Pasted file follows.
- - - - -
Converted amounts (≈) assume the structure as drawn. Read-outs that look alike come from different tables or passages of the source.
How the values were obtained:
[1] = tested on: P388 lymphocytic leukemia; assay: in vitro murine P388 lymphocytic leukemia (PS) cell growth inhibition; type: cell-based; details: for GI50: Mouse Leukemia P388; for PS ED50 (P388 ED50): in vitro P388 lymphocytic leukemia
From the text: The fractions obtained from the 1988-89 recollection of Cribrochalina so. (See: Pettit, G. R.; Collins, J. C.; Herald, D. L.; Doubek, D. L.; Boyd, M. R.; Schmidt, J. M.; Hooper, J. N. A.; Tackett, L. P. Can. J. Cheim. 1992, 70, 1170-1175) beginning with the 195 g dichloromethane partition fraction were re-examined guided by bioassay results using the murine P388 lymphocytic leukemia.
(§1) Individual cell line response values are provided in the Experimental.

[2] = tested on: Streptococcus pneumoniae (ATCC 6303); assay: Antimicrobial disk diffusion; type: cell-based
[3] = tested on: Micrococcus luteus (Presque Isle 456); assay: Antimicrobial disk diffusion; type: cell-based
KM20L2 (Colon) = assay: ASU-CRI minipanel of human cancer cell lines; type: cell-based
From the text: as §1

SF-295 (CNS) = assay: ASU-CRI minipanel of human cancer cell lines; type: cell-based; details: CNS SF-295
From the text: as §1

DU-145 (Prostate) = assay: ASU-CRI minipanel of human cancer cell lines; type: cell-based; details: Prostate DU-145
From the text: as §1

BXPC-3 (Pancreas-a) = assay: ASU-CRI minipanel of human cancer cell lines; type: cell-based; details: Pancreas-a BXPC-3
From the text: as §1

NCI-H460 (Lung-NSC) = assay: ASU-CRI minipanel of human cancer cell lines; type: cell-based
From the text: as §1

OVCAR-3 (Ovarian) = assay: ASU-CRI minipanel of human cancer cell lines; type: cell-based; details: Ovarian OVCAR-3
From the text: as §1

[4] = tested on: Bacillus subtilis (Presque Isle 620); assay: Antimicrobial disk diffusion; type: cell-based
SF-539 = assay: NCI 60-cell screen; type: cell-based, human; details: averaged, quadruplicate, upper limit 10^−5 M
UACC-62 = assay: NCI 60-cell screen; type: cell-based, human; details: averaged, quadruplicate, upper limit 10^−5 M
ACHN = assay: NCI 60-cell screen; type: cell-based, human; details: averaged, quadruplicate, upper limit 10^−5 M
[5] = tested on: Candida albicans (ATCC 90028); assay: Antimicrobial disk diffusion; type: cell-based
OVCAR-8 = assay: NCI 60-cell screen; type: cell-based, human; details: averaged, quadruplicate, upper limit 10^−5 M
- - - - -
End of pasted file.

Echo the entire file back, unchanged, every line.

Converted amounts (≈) assume the structure as drawn. Read-outs that look alike come from different tables or passages of the source.
How the values were obtained:
[1] = tested on: P388 lymphocytic leukemia; assay: in vitro murine P388 lymphocytic leukemia (PS) cell growth inhibition; type: cell-based; details: for GI50: Mouse Leukemia P388; for PS ED50 (P388 ED50): in vitro P388 lymphocytic leukemia
From the text: The fractions obtained from the 1988-89 recollection of Cribrochalina so. (See: Pettit, G. R.; Collins, J. C.; Herald, D. L.; Doubek, D. L.; Boyd, M. R.; Schmidt, J. M.; Hooper, J. N. A.; Tackett, L. P. Can. J. Cheim. 1992, 70, 1170-1175) beginning with the 195 g dichloromethane partition fraction were re-examined guided by bioassay results using the murine P388 lymphocytic leukemia.
(§1) Individual cell line response values are provided in the Experimental.

[2] = tested on: Streptococcus pneumoniae (ATCC 6303); assay: Antimicrobial disk diffusion; type: cell-based
[3] = tested on: Micrococcus luteus (Presque Isle 456); assay: Antimicrobial disk diffusion; type: cell-based
KM20L2 (Colon) = assay: ASU-CRI minipanel of human cancer cell lines; type: cell-based
From the text: as §1

SF-295 (CNS) = assay: ASU-CRI minipanel of human cancer cell lines; type: cell-based; details: CNS SF-295
From the text: as §1

DU-145 (Prostate) = assay: ASU-CRI minipanel of human cancer cell lines; type: cell-based; details: Prostate DU-145
From the text: as §1

BXPC-3 (Pancreas-a) = assay: ASU-CRI minipanel of human cancer cell lines; type: cell-based; details: Pancreas-a BXPC-3
From the text: as §1

NCI-H460 (Lung-NSC) = assay: ASU-CRI minipanel of human cancer cell lines; type: cell-based
From the text: as §1

OVCAR-3 (Ovarian) = assay: ASU-CRI minipanel of human cancer cell lines; type: cell-based; details: Ovarian OVCAR-3
From the text: as §1

[4] = tested on: Bacillus subtilis (Presque Isle 620); assay: Antimicrobial disk diffusion; type: cell-based
SF-539 = assay: NCI 60-cell screen; type: cell-based, human; details: averaged, quadruplicate, upper limit 10^−5 M
UACC-62 = assay: NCI 60-cell screen; type: cell-based, human; details: averaged, quadruplicate, upper limit 10^−5 M
ACHN = assay: NCI 60-cell screen; type: cell-based, human; details: averaged, quadruplicate, upper limit 10^−5 M
[5] = tested on: Candida albicans (ATCC 90028); assay: Antimicrobial disk diffusion; type: cell-based
OVCAR-8 = assay: NCI 60-cell screen; type: cell-based, human; details: averaged, quadruplicate, upper limit 10^−5 M